At least 12 million Britons now suffer from allergies caused by dust mites, The Independent has today reported. The newspaper says that a report by the charity Allergy UK has revealed an epidemic of “home fever”, a range of symptoms caused by dust mites and other triggers around the home.
The report has been published as part of Indoor Allergy Week, which is intended to raise awareness of the kind of steps that can be taken to remove allergy triggers, or ‘allergens’, from the home. A survey in the report suggests that, currently, around two-thirds of people with allergies experience symptoms such as sneezing and itchy eyes caused by allergens including dust mites, chemicals, pets and mould.
This new report raises lots of questions, such as whether its small survey of symptoms in 1,600 allergy sufferers is actually strong enough evidence to suggest that there is an epidemic sweeping the nation.
Also, the report’s suggestions to change your mattress and use an air filter are likely to raise a few eyebrows since the awareness week is being run in conjunction with a mattress company and an air filter manufacturer. It would also seem to contradict the findings of a 2008 Cochrane Review which found no credible evidence that these type of home modifications were effective in reducing symptoms.
“Home fever” is a term used by Allergy UK to describe out-of-season hay fever symptoms. The most common of these are runny nose and sneezing, symptoms which the charity reports have risen greatly in recent years. Unlike regular hay fever, which is usually triggered by high pollen levels that vary seasonally, “home fever”, Allergy UK suggests, is triggered by allergens such as dust mites, moulds, cleaning products and pets that are present in the home or office. These can cause symptoms throughout all seasons.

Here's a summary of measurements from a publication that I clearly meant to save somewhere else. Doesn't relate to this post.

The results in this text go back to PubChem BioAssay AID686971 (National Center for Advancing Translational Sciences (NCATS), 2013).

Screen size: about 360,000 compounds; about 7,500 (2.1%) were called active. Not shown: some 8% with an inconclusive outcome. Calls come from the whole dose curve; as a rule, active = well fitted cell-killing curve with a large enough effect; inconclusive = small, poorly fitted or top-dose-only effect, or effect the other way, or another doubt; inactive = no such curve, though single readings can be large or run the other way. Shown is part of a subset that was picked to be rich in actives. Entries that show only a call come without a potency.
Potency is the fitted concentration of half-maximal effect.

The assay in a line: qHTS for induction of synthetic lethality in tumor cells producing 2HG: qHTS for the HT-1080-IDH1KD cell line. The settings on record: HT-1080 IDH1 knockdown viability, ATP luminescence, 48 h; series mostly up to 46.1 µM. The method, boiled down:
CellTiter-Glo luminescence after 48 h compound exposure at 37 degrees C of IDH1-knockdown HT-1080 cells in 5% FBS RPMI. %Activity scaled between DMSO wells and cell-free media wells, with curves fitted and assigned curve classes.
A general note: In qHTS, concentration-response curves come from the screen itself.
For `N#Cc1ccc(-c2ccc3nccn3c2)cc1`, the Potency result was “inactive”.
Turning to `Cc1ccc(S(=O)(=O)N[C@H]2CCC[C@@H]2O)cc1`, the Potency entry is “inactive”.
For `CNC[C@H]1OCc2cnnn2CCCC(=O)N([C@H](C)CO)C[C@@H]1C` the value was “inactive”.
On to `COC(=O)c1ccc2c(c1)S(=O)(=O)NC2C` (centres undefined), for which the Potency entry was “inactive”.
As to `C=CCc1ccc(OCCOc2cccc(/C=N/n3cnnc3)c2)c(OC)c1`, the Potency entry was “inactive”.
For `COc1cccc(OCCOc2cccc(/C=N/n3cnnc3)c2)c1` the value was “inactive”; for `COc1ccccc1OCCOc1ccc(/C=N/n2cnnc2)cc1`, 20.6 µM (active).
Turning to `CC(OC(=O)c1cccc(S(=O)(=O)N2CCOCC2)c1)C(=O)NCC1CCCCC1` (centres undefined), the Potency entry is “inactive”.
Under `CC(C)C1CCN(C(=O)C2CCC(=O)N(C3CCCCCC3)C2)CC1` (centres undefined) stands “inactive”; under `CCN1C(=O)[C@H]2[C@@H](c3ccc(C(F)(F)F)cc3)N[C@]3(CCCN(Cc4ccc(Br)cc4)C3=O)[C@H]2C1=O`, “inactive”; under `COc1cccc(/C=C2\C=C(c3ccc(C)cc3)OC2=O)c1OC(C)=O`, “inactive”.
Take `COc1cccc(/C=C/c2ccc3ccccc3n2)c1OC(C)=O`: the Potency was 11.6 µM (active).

The news is based on a report by Allergy UK that surveyed more than 1,600 allergy sufferers about indoor allergies. The report was released ahead of Allergy UK’s Indoor Allergy Week, launched today, which aims to raise awareness about indoor allergies caused by house dust mites, moulds and pets.
As mentioned above, the awareness-raising week and report are supported by a mattress company and an air purifier manufacturer. It is not clear what role these companies had in the survey, which featured recommendations to prevent “home fever” by replacing your mattress and using an air purifier. This affiliation may be something to take into account when considering the report’s recommendations.
Allergy UK is a national charity supporting people with allergies, food intolerance and chemical sensitivity.
The survey asked allergy sufferers what triggered their symptoms, offering the possible options of house dust mites, cleaning products, mould or pets. Participants could choose more than one option. The most popular answer was house dust mites at 57.6%, followed by pets (45.2%), cleaning products (31.2%) and mould (30.9%).
The report says these figures have risen since the last survey was published in February 2010. The Allergy UK report does not give any detail on the characteristics of the people surveyed or how many people answered each question. It also does not include any statistical analysis to say whether the differences observed between years are real or the result of random variation that occurs when different groups of people are surveyed. We must be very cautious in taking these figures at face value without more information about how the survey was carried out.
The most commonly reported symptoms of indoor allergy or “home fever” were runny nose (67.8%), sneezing (66.9%) and itchy eyes (62.1%).
Other findings include:
The authors suggest people “too often confuse allergy symptoms with a common cold or flu and, therefore, don’t treat the root cause of the problem”. Allergy UK believes the root cause is allergens such as dust mites, which trigger these allergic reactions and symptoms.